Sunday, October 17, 2010
Surviving Your Farmshare...and Liking It
Anyone who has ever had a farmshare knows what I mean. You arrive home with bags full of incredible produce. You feel good about yourself. You are going to feed your family with pesticide-free, non-GMO food. You're supporting the community farm. And suddenly, looking at the obscure root vegetables, radishes, and Very Healthy Vat of Yogurt you wonder: how the hell am I going to use this up?
Because wasting food would totally squash all those self-righteous warm fuzzies.
You get on Epicurious. You ask friends what they do with Swiss Chard, because you just can't imagine eating it one more time the way you fix it. You make a weird casserole and egg salad with the ridiculous surplus of eggs you now have in your life (the girls are giving us 2 a day in addition to our farmshare dozen!).
And somehow there is still a head of romanesco 24 hours from bad in the bottom drawer of your fridge, two peppers, four onions...and pick-up for the next week's share is a day away.
Here are some suggestions:
1 - Everything tastes good in quiche. I always sautee miscellaneous greens (I'm talking to you, Swiss Chard and Kale), onions, and leftover veggies and dump them into a ready-made crust with good cheese. I make two at a time, and they inevitably get eaten.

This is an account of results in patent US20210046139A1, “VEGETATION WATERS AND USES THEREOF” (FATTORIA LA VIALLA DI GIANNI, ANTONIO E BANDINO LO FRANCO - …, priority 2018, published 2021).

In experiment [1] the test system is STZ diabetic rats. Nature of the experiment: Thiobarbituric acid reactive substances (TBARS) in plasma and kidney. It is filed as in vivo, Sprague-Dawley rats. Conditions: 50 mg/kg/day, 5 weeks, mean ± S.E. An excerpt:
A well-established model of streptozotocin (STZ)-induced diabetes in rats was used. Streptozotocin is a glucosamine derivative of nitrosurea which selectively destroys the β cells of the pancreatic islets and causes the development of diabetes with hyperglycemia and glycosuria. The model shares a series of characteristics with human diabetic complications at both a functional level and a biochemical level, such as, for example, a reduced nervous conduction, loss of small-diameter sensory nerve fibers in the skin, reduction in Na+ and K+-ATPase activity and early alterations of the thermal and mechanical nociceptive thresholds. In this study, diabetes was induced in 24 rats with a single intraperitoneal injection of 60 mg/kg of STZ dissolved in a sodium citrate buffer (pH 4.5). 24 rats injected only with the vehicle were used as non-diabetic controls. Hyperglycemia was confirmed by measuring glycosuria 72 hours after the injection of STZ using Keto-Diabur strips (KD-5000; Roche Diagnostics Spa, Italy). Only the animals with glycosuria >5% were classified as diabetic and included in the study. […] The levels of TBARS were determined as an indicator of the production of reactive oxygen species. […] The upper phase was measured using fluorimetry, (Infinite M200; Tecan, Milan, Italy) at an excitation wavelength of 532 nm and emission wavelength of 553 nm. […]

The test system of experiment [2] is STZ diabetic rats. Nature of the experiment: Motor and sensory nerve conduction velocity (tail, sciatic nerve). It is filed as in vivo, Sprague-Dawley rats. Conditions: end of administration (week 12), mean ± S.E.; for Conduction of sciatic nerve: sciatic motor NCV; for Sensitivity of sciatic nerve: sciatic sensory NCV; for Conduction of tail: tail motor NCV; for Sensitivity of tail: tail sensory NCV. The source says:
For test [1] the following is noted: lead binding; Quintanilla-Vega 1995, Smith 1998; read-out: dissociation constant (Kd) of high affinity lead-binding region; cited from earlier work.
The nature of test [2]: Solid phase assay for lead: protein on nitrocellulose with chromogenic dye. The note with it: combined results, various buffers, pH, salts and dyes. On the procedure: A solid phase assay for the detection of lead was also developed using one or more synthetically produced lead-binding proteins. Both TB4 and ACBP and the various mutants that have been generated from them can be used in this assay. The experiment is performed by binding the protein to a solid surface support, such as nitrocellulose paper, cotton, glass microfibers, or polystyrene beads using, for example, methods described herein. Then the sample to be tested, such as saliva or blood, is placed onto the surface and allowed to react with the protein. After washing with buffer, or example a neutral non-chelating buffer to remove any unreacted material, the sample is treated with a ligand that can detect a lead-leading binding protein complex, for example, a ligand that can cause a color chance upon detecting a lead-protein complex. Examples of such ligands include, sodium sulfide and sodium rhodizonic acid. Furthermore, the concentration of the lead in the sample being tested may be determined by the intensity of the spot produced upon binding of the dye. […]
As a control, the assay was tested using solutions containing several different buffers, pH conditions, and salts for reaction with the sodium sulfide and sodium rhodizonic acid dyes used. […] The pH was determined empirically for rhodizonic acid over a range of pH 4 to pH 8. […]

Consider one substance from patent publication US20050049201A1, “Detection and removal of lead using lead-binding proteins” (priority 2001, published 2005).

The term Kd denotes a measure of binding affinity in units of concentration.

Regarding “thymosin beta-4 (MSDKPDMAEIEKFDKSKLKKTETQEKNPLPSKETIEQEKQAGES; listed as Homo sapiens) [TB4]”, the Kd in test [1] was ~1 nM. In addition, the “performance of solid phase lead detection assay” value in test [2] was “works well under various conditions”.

2 - Soup. I recently made a tofu-noodle soup - no recipe, just Megan muppet-chef cooking - with all sorts of refrigerator and pantry miscellany. Red peppers, onions, Swiss Chard (ubiquitous!), mushrooms, tofu, stock, half a box of orzo, carrots, garlic, etc.
3 - Make absurd, adventurous, everything-but-the-kitchen-sink salads.
4 - Look for the farmer's recipes. Our farm, Clearbrook, sends out weekly emails with suggestions for how to use the produce. Pictured above: roasted carrots and fennel with Parmesan. It was simple and delicious, and the farm's suggestion. Roasted fennel is high on my favorite-roasted-things list.
5 - Try different seasonings. My default for everything is garlic and more garlic. But it's good to do some curry one night, smoked paprika another - or all the vegetable dishes start to taste the same, and enthusiasm wanes.
6 - Double or triple recipes and freeze what doesn't get eaten. A good tactic for soups.
7 - When in doubt, blanch and freeze.
Let me be honest - I still fail, and lettuce goes bad. But each year I'm getting craftier with kale.